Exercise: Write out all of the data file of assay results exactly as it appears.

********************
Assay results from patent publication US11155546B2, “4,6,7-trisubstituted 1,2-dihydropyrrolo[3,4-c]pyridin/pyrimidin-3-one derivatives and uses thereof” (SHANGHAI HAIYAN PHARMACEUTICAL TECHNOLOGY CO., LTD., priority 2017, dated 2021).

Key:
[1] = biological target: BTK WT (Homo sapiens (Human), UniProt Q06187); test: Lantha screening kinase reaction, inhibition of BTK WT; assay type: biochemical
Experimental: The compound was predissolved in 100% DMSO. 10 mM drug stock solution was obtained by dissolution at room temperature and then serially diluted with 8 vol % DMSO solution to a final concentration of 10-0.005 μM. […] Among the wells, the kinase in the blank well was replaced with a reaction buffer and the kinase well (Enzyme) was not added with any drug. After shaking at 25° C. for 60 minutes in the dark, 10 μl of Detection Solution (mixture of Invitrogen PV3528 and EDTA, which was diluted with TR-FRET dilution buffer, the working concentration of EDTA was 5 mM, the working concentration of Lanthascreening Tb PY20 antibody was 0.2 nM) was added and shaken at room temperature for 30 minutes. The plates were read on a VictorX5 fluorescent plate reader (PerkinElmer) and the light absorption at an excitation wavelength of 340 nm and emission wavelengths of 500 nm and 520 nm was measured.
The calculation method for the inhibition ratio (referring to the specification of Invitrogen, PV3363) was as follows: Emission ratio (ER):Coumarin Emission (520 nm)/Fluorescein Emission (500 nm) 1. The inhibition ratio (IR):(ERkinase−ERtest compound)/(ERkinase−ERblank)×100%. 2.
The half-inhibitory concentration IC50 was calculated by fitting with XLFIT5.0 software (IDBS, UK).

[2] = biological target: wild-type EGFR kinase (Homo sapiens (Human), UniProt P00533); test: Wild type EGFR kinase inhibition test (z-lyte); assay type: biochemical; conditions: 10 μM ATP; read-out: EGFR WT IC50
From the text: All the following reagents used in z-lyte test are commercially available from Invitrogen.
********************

Assay results from patent publication US11155546B2, “4,6,7-trisubstituted 1,2-dihydropyrrolo[3,4-c]pyridin/pyrimidin-3-one derivatives and uses thereof” (SHANGHAI HAIYAN PHARMACEUTICAL TECHNOLOGY CO., LTD., priority 2017, dated 2021).

Key:
[1] = biological target: BTK WT (Homo sapiens (Human), UniProt Q06187); test: Lantha screening kinase reaction, inhibition of BTK WT; assay type: biochemical
Experimental: The compound was predissolved in 100% DMSO. 10 mM drug stock solution was obtained by dissolution at room temperature and then serially diluted with 8 vol % DMSO solution to a final concentration of 10-0.005 μM. […] Among the wells, the kinase in the blank well was replaced with a reaction buffer and the kinase well (Enzyme) was not added with any drug. After shaking at 25° C. for 60 minutes in the dark, 10 μl of Detection Solution (mixture of Invitrogen PV3528 and EDTA, which was diluted with TR-FRET dilution buffer, the working concentration of EDTA was 5 mM, the working concentration of Lanthascreening Tb PY20 antibody was 0.2 nM) was added and shaken at room temperature for 30 minutes. The plates were read on a VictorX5 fluorescent plate reader (PerkinElmer) and the light absorption at an excitation wavelength of 340 nm and emission wavelengths of 500 nm and 520 nm was measured.
The calculation method for the inhibition ratio (referring to the specification of Invitrogen, PV3363) was as follows: Emission ratio (ER):Coumarin Emission (520 nm)/Fluorescein Emission (500 nm) 1. The inhibition ratio (IR):(ERkinase−ERtest compound)/(ERkinase−ERblank)×100%. 2.
The half-inhibitory concentration IC50 was calculated by fitting with XLFIT5.0 software (IDBS, UK).

[2] = biological target: wild-type EGFR kinase (Homo sapiens (Human), UniProt P00533); test: Wild type EGFR kinase inhibition test (z-lyte); assay type: biochemical; conditions: 10 μM ATP; read-out: EGFR WT IC50
From the text: All the following reagents used in z-lyte test are commercially available from Invitrogen.